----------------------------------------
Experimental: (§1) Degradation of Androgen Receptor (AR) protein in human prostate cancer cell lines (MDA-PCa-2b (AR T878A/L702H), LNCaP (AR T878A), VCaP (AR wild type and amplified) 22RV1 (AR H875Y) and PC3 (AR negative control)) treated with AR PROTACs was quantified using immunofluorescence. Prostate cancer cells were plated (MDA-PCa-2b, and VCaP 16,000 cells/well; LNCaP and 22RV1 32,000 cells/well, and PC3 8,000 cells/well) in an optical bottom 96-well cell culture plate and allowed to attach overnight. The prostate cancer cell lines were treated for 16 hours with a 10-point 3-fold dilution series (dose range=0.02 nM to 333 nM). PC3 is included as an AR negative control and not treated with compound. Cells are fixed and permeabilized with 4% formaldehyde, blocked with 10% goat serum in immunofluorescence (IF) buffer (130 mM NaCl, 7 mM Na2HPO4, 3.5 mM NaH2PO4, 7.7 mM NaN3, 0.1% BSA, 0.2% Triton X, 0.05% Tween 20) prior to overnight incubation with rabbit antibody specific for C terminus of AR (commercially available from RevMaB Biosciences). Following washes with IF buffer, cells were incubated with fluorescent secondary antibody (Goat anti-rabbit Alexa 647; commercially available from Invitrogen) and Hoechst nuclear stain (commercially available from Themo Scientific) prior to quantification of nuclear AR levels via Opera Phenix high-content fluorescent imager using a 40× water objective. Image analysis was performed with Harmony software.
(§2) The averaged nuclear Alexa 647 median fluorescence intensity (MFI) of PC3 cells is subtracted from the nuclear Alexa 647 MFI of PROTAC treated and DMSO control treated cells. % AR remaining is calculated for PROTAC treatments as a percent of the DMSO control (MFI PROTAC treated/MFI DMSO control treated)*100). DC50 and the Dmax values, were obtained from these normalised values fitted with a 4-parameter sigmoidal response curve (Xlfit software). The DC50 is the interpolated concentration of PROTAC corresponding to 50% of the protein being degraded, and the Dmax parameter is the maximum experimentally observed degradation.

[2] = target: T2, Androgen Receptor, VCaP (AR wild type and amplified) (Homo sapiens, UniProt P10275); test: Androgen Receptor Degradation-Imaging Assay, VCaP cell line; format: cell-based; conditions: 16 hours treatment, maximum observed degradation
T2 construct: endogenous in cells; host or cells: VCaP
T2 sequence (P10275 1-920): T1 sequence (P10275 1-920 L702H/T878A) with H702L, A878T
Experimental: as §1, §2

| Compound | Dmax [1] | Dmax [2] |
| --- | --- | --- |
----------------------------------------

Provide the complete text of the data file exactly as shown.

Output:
Experimental: (§1) Degradation of Androgen Receptor (AR) protein in human prostate cancer cell lines (MDA-PCa-2b (AR T878A/L702H), LNCaP (AR T878A), VCaP (AR wild type and amplified) 22RV1 (AR H875Y) and PC3 (AR negative control)) treated with AR PROTACs was quantified using immunofluorescence. Prostate cancer cells were plated (MDA-PCa-2b, and VCaP 16,000 cells/well; LNCaP and 22RV1 32,000 cells/well, and PC3 8,000 cells/well) in an optical bottom 96-well cell culture plate and allowed to attach overnight. The prostate cancer cell lines were treated for 16 hours with a 10-point 3-fold dilution series (dose range=0.02 nM to 333 nM). PC3 is included as an AR negative control and not treated with compound. Cells are fixed and permeabilized with 4% formaldehyde, blocked with 10% goat serum in immunofluorescence (IF) buffer (130 mM NaCl, 7 mM Na2HPO4, 3.5 mM NaH2PO4, 7.7 mM NaN3, 0.1% BSA, 0.2% Triton X, 0.05% Tween 20) prior to overnight incubation with rabbit antibody specific for C terminus of AR (commercially available from RevMaB Biosciences). Following washes with IF buffer, cells were incubated with fluorescent secondary antibody (Goat anti-rabbit Alexa 647; commercially available from Invitrogen) and Hoechst nuclear stain (commercially available from Themo Scientific) prior to quantification of nuclear AR levels via Opera Phenix high-content fluorescent imager using a 40× water objective. Image analysis was performed with Harmony software.
(§2) The averaged nuclear Alexa 647 median fluorescence intensity (MFI) of PC3 cells is subtracted from the nuclear Alexa 647 MFI of PROTAC treated and DMSO control treated cells. % AR remaining is calculated for PROTAC treatments as a percent of the DMSO control (MFI PROTAC treated/MFI DMSO control treated)*100). DC50 and the Dmax values, were obtained from these normalised values fitted with a 4-parameter sigmoidal response curve (Xlfit software). The DC50 is the interpolated concentration of PROTAC corresponding to 50% of the protein being degraded, and the Dmax parameter is the maximum experimentally observed degradation.

[2] = target: T2, Androgen Receptor, VCaP (AR wild type and amplified) (Homo sapiens, UniProt P10275); test: Androgen Receptor Degradation-Imaging Assay, VCaP cell line; format: cell-based; conditions: 16 hours treatment, maximum observed degradation
T2 construct: endogenous in cells; host or cells: VCaP
T2 sequence (P10275 1-920): T1 sequence (P10275 1-920 L702H/T878A) with H702L, A878T
Experimental: as §1, §2

| Compound | Dmax [1] | Dmax [2] |
| --- | --- | --- |